My nominee for worst poem ever written

I love The New Yorker. I love the articles. I love the cartoons. I love the reviews.

Sadly, all is not wine and roses. Because the poetry is frequently terrible. From their March 30 issue (which I have been flipping through between patients), I give you this year's winner of the Emperor Has No Clothes Award for Epically Pretentious Silliness:
So, So It Begins Means It Begins

by Mary Jo Bang

And so it begins, Mickey, birthday cake (party), special

Night, whoops, and take a box.

So it begins, take a bow, hold your head up,

Scowl now. This is your own guitar.

Stop and see a movie.

Stop and see whether the eagle holds up at the end.

I’m leaving. See how I pull the door to.

The door is the floor and it’s rising up,

Below is a dungeon. It’s all you can see in the dark.

There is graffiti on the wall.

The bugle has ceded its call to power.

It’s the time when we are waiting to be told.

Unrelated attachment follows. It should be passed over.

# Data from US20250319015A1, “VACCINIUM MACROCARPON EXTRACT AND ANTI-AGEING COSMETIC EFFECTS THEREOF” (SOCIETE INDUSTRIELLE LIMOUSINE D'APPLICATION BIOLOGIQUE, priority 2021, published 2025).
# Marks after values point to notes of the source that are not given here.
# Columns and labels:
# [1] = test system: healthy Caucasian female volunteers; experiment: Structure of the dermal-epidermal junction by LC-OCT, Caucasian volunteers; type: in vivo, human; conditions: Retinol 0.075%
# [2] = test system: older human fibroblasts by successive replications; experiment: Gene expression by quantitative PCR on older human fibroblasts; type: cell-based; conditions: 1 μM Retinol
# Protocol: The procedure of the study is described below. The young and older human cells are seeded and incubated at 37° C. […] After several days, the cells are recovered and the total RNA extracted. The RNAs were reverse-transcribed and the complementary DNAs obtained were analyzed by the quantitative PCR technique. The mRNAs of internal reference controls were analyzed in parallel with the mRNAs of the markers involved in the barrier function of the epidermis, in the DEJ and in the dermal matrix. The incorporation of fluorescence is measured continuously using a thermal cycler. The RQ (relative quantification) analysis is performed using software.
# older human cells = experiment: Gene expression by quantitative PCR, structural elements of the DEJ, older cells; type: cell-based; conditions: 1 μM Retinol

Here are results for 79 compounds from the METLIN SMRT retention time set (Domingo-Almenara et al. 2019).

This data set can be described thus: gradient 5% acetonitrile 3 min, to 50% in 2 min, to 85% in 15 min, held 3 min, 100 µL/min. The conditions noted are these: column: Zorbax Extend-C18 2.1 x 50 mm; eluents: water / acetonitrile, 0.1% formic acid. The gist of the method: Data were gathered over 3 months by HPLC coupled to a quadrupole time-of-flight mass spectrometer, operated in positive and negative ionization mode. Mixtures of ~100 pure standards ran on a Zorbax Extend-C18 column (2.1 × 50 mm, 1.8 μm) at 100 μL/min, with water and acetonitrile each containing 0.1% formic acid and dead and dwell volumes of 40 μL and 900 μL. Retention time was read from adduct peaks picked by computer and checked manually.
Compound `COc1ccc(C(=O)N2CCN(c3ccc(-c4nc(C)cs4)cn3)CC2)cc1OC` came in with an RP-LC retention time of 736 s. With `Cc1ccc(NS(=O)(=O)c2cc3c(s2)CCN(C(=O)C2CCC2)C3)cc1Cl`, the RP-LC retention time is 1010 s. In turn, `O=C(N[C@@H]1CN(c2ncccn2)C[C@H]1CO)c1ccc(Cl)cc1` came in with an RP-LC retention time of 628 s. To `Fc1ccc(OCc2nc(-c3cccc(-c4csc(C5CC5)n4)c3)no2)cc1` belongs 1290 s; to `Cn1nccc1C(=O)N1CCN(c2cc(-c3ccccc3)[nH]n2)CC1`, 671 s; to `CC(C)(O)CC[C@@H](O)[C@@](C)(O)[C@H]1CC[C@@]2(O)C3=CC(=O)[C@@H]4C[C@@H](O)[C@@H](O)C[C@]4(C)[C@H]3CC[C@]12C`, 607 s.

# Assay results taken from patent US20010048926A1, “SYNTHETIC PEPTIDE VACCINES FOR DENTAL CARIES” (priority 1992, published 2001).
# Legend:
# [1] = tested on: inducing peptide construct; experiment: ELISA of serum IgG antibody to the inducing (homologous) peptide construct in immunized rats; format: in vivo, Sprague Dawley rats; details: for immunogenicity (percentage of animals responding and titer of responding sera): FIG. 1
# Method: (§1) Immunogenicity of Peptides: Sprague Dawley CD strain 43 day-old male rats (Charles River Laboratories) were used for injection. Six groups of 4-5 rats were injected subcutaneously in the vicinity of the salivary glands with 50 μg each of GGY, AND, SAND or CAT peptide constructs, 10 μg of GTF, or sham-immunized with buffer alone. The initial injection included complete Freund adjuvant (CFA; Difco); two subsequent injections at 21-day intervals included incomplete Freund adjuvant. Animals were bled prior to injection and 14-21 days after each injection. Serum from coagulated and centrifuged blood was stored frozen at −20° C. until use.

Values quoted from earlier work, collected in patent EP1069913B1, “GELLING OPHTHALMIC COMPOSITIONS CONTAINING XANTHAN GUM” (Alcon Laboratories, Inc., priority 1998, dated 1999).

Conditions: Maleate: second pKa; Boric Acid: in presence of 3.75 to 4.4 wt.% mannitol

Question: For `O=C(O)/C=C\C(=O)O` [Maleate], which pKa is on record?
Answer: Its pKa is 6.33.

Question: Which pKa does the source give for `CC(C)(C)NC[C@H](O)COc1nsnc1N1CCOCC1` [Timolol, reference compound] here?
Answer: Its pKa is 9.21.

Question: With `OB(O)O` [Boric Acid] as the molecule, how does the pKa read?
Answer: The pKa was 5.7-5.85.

Nothing is getting better. And nothing is getting worse.

A duck and a mouse. A house and a hat.

Having lunch and having a medal of honor.

Let’s put our culture on a cartoon’s.

Why not? Have the mouse answer the phone.

Have the receiver click. Then the real comes to

Its awful end. That point where, as he said, all came in

“With the shoutmost shoviality. Agog” Agog.

My reaction isn't exactly "agog." "Aghast," perhaps. "Agape." "Ague," maybe. But not "agog."

Update: I felt kind of guilty (but not really) slagging on this poem, and I'm pleased to say that I rather liked this one by Ms. Bang.


  1. is this a turing test?

  2. I hadn't thought of that, but it certainly seems like a fair question.

  3. Thanks for this great article.I have had so much happy to read this poem.